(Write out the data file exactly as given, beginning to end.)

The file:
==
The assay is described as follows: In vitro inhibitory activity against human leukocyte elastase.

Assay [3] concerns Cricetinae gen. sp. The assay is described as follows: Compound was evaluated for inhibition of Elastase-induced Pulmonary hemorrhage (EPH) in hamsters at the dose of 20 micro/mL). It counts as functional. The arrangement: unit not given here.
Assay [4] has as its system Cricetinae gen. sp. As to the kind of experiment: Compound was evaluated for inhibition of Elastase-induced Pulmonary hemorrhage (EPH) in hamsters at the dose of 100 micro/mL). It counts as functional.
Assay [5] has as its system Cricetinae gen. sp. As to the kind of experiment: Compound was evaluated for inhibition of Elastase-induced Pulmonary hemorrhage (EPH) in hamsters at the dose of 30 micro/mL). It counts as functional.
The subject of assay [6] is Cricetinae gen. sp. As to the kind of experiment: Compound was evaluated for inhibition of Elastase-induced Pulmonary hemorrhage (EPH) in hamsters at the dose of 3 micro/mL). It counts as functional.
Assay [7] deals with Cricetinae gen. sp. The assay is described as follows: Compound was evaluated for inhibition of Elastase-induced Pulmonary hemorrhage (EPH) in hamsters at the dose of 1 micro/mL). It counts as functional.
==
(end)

The assay is described as follows: In vitro inhibitory activity against human leukocyte elastase.

Assay [3] concerns Cricetinae gen. sp. The assay is described as follows: Compound was evaluated for inhibition of Elastase-induced Pulmonary hemorrhage (EPH) in hamsters at the dose of 20 micro/mL). It counts as functional. The arrangement: unit not given here.
Assay [4] has as its system Cricetinae gen. sp. As to the kind of experiment: Compound was evaluated for inhibition of Elastase-induced Pulmonary hemorrhage (EPH) in hamsters at the dose of 100 micro/mL). It counts as functional.
Assay [5] has as its system Cricetinae gen. sp. As to the kind of experiment: Compound was evaluated for inhibition of Elastase-induced Pulmonary hemorrhage (EPH) in hamsters at the dose of 30 micro/mL). It counts as functional.
The subject of assay [6] is Cricetinae gen. sp. As to the kind of experiment: Compound was evaluated for inhibition of Elastase-induced Pulmonary hemorrhage (EPH) in hamsters at the dose of 3 micro/mL). It counts as functional.
Assay [7] deals with Cricetinae gen. sp. The assay is described as follows: Compound was evaluated for inhibition of Elastase-induced Pulmonary hemorrhage (EPH) in hamsters at the dose of 1 micro/mL). It counts as functional.